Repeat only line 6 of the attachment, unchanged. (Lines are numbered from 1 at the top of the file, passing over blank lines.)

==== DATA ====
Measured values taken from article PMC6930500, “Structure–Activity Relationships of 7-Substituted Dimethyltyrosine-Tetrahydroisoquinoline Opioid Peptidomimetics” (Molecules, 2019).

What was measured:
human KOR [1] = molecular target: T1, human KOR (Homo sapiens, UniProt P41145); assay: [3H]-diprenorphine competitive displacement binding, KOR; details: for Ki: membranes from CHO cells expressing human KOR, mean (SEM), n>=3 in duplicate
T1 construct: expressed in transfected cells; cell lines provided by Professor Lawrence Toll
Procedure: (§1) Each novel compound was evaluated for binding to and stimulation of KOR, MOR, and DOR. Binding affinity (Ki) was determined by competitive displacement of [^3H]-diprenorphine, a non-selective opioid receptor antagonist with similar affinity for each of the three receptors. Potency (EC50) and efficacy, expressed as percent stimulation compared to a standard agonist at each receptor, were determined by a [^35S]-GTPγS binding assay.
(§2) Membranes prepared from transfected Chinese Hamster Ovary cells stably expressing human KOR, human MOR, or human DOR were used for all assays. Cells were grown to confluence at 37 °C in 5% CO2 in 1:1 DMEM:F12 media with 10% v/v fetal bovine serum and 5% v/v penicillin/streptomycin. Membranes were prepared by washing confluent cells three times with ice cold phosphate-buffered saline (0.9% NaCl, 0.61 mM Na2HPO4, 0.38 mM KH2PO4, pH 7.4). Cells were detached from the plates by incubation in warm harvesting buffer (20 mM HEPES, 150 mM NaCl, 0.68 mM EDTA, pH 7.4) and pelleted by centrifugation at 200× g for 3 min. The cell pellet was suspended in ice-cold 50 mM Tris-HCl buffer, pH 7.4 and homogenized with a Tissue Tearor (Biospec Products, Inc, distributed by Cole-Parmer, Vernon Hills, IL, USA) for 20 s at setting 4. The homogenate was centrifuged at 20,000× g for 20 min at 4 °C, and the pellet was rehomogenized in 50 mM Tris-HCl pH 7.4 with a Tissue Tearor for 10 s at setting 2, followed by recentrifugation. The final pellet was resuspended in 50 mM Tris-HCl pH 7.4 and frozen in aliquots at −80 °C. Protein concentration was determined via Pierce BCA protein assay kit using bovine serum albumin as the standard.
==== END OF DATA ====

(§2) Membranes prepared from transfected Chinese Hamster Ovary cells stably expressing human KOR, human MOR, or human DOR were used for all assays. Cells were grown to confluence at 37 °C in 5% CO2 in 1:1 DMEM:F12 media with 10% v/v fetal bovine serum and 5% v/v penicillin/streptomycin. Membranes were prepared by washing confluent cells three times with ice cold phosphate-buffered saline (0.9% NaCl, 0.61 mM Na2HPO4, 0.38 mM KH2PO4, pH 7.4). Cells were detached from the plates by incubation in warm harvesting buffer (20 mM HEPES, 150 mM NaCl, 0.68 mM EDTA, pH 7.4) and pelleted by centrifugation at 200× g for 3 min. The cell pellet was suspended in ice-cold 50 mM Tris-HCl buffer, pH 7.4 and homogenized with a Tissue Tearor (Biospec Products, Inc, distributed by Cole-Parmer, Vernon Hills, IL, USA) for 20 s at setting 4. The homogenate was centrifuged at 20,000× g for 20 min at 4 °C, and the pellet was rehomogenized in 50 mM Tris-HCl pH 7.4 with a Tissue Tearor for 10 s at setting 2, followed by recentrifugation. The final pellet was resuspended in 50 mM Tris-HCl pH 7.4 and frozen in aliquots at −80 °C. Protein concentration was determined via Pierce BCA protein assay kit using bovine serum albumin as the standard.